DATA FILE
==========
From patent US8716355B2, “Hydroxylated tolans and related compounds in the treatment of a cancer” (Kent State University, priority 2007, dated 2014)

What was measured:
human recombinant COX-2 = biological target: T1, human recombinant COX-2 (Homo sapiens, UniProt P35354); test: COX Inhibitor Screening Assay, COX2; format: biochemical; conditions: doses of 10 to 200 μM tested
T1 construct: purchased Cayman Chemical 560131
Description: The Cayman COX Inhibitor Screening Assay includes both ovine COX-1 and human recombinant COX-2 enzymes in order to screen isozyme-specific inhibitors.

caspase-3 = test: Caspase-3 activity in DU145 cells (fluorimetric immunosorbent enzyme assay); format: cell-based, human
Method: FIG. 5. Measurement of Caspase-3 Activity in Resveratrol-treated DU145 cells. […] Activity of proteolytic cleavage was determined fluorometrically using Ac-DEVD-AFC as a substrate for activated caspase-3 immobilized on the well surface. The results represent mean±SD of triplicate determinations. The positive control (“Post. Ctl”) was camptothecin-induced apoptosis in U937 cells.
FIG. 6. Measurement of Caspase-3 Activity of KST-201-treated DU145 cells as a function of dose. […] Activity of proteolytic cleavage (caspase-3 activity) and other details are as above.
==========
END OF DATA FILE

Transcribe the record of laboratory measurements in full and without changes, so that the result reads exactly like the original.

From patent US8716355B2, “Hydroxylated tolans and related compounds in the treatment of a cancer” (Kent State University, priority 2007, dated 2014)

What was measured:
human recombinant COX-2 = biological target: T1, human recombinant COX-2 (Homo sapiens, UniProt P35354); test: COX Inhibitor Screening Assay, COX2; format: biochemical; conditions: doses of 10 to 200 μM tested
T1 construct: purchased Cayman Chemical 560131
Description: The Cayman COX Inhibitor Screening Assay includes both ovine COX-1 and human recombinant COX-2 enzymes in order to screen isozyme-specific inhibitors.

caspase-3 = test: Caspase-3 activity in DU145 cells (fluorimetric immunosorbent enzyme assay); format: cell-based, human
Method: FIG. 5. Measurement of Caspase-3 Activity in Resveratrol-treated DU145 cells. […] Activity of proteolytic cleavage was determined fluorometrically using Ac-DEVD-AFC as a substrate for activated caspase-3 immobilized on the well surface. The results represent mean±SD of triplicate determinations. The positive control (“Post. Ctl”) was camptothecin-induced apoptosis in U937 cells.
FIG. 6. Measurement of Caspase-3 Activity of KST-201-treated DU145 cells as a function of dose. […] Activity of proteolytic cleavage (caspase-3 activity) and other details are as above.